|Publication number||US6847716 B2|
|Application number||US 09/945,057|
|Publication date||Jan 25, 2005|
|Filing date||Aug 31, 2001|
|Priority date||Aug 31, 2001|
|Also published as||US7136481, US7386116, US20030043993, US20050084093, US20070121931|
|Publication number||09945057, 945057, US 6847716 B2, US 6847716B2, US-B2-6847716, US6847716 B2, US6847716B2|
|Inventors||Edmund C. Freeman, Dickie K. Murchison|
|Original Assignee||The Southern New England Telephone Company|
|Export Citation||BiBTeX, EndNote, RefMan|
|Patent Citations (7), Referenced by (2), Classifications (6), Legal Events (7)|
|External Links: USPTO, USPTO Assignment, Espacenet|
The present invention relates generally to telephone circuits, and more particularly to a method and apparatus for shifting a cable pair on a main distribution frame.
In order to redirect communication signals and/or services from a first terminal to a second terminal within a telephone circuit, a cable pair shift is required. Typically, using existing techniques, in order to perform a cable pair shift, a pair of wires that terminate on one cable pair location are disconnected at that location and reconnected at a new location. Both the old cable pair location and the new cable pair location are located within a main distribution frame (MDF). Often, the shift of a cable pair includes hard wiring a new jumper from a central office equipment location on a horizontal side of the MDF to a new protector head location on a vertical side of the MDF. In so doing, a technician shifts service equipment for a customer from the original cable pair to the new cable pair. Frequently, the technician must wait for access to the MDF in order to perform the cable pair shift and verify that the circuit is operating properly.
The cable pair shift is typically performed by an internal service provider technician and an external technician. The internal service provider technician has access to both the horizontal side and the vertical side of the MDF, and the external technician has access only to the vertical side of the MDF. In any event, frequently the external technicians do not have access to special tools, which are required to perform the transfer. Some of the special tools include: wire wrap guns, pushdown tools, and soldering irons among others. Often, such tools are stored in a locked location where access is difficult. Also, contractual obligations may prohibit the external technician from performing any work on the horizontal side of the MDF. As is evident, considerable time can be wasted in performing the cable pair shift. As a result, customer service is delayed, and customer satisfaction is effected.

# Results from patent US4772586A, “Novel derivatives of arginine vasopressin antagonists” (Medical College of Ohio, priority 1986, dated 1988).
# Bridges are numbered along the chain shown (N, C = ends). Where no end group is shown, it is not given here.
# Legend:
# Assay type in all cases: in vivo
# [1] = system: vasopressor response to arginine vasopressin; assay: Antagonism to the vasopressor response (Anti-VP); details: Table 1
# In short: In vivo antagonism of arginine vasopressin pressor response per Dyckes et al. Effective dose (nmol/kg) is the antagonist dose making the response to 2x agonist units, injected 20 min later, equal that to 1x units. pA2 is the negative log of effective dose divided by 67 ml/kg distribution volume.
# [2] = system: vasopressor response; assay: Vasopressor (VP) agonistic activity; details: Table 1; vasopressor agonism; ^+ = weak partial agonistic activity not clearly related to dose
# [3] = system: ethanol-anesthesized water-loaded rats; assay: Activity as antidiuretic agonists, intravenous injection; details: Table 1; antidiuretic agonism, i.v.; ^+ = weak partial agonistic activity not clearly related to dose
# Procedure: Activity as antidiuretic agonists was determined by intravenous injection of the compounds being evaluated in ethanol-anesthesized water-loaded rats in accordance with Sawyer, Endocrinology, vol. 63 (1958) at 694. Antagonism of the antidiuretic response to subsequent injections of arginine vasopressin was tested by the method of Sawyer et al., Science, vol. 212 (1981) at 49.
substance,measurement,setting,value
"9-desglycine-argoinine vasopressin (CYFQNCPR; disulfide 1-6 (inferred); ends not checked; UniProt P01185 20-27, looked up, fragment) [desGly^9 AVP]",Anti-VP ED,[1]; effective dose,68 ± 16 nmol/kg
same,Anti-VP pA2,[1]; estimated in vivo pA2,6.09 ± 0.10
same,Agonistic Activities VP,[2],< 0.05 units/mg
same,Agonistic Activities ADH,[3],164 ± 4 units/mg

Therefore, it would be desirable to provide an improved method and apparatus for shifting a cable pair to decrease downtime and costs involved in shifting a cable pair and increase customer satisfaction.
For a more complete understanding of this invention reference should now be had to the embodiments illustrated in greater detail in the accompanying figures and described below by way of examples of the invention wherein:
In the following description the terms “OLD” and “NEW” are used to describe an original location or connection and an updated location or connection, respectively. They may also be used to refer to a component that is connected to an original or updated location or connection. The terms “OLD” and “NEW” do not in anyway describe the age of a connection or component. The following description is of a method and apparatus for shifting of a cable pair on a main distribution frame. A cable pair shifting system for shifting a cable pair from an “old” cable pair location to a “new” cable pair location and a method for doing the same are provided including a quick shift jack panel (jack panel). The jack panel includes an “old” pair of connections electrically coupled to a “new” pair of connections. A first test cord has a first “old” end for electrically coupling to the “old” pair of connections and a second “old” end for electrically coupling to the “old” cable pair location. A second test cord has a first “new” end for electrically coupling to the “new” pair of connections and a second “new” end for electrically coupling to the “new” cable pair location. The quick shift jack panel in combination with the first test cord and the second test cord, shift the cable pair from the “old” cable pair location to the “new” cable pair location.
While the present invention is described with respect to a method and apparatus for shifting of a cable pair on a main distribution frame, the present invention may be adapted to be used for various purposes and applications including: telephone networks, telephone circuits, communication systems, or other applications, which may require shifting of cable pairs.
In the following description, various operating parameters and components are described for one constructed embodiment. These specific parameters and components are included as examples and are not meant to be limiting.
Referring now to